I Never Sang for My Father
Lovers and Other Strangers
Women in Love
1970 is, apparently, one of those years where a lot of the movies I like came from original screenplays. I say this because I don’t have a lot of suggestions for replacement films for the Adapted Screenplay category despite not really liking a full three of the nominees. But I have found enough to replace them, at least in terms of finding films I liked better that fit the category. We can start with The Conformist, which was cool and sleek, something I can’t say for any of the actual nominations. I don’t love Catch-22 as a film, but it’s a solid adaptation of a book that is extremely difficult to adapt. Finally, there is Diary of a Mad Housewife with its great lead performance from Carrie Snodgress. Of all the films that weren’t nominated, it’s the one I’d want the most, if only for its rage.
Weeding through the Nominees
5. Lovers and Other Strangers is supposed to be a comedy, and by 1970 standards, it probably was. By modern standards, though, it most certainly was not. Had this been a film that attempted to look at relationships, it might have survived as something worth watching. Instead, it attempts to inject comedy into the proceedings and ends up being cliché-ridden and uninteresting. There are a lot of romantic comedy clichés here, and the movie puts them forward not as something to challenge the conventions but to revel in them. I pass.
4. I’m not a fan of D.H. Lawrence, so it’s no surprise I’m not crazy about Women in Love. In fact, I would suggest that the claim to fame of the film is the naked wrestling match between Alan Bates and Oliver Reed, what is certainly the most homoerotic cinematic moment until the entirety of Top Gun. I didn’t absolutely hate the film, but I can’t say that I loved it, either. Having not read the book, I can’t say if it’s an accurate adaptation; I can only say that I don’t much like the story on the screen.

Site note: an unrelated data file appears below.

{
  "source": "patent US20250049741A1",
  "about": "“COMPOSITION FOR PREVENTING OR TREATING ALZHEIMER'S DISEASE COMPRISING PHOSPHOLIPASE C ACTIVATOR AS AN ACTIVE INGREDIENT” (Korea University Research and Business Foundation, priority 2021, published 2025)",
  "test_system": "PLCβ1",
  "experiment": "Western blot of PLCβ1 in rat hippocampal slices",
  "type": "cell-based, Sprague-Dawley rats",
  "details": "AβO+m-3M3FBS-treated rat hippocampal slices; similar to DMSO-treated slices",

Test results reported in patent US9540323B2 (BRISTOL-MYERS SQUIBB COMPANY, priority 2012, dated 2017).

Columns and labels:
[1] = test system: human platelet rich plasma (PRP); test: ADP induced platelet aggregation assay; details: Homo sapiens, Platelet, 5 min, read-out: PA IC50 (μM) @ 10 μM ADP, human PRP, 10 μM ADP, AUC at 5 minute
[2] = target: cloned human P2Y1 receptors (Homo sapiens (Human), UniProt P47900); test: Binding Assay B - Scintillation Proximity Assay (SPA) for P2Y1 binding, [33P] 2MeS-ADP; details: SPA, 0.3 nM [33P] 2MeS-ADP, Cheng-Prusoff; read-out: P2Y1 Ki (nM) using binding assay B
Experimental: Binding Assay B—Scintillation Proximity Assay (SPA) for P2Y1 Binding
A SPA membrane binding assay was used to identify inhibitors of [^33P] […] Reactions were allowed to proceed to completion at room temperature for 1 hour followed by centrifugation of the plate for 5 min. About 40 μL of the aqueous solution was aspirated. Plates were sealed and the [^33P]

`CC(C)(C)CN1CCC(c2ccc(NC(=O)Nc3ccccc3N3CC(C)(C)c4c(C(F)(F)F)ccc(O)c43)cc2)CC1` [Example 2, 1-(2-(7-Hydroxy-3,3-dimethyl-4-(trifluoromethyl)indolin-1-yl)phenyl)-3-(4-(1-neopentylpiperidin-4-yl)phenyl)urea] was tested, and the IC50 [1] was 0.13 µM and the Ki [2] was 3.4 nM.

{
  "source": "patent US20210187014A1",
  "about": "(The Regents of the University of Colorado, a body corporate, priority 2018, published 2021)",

2. I Never Sang for My Father is a movie that shoots for—and mostly hits—capital-T truth. What it gets right in terms of the story is giving us a character who is the sort beloved by everyone who doesn’t really know him and despised by everyone who does. He’s a friendly, sweet, old man on the surface, and a tyrant to everyone who manages to get past that veneer. It’s impressive just how well this is done. I know nothing about what this was adapted from, but at the very least, this part of the adaptation appears to be masterful.
1. The biggest problem with M*A*S*H is, honestly, in the screenplay. There isn’t a great deal of plot in this movie. However, that’s not really important because it’s not about the plot. In a lot of ways, it’s a very typical Altman film—lots of characters talking over each other, huge ensemble cast. But it’s also coherent and funny. And it’s still funny, unlike a lot of comedies. Given the nominations, it was an easy choice, and I’d stick with it on an open field as well. Admittedly, the competition isn’t that tough, but it’s still a solid winner.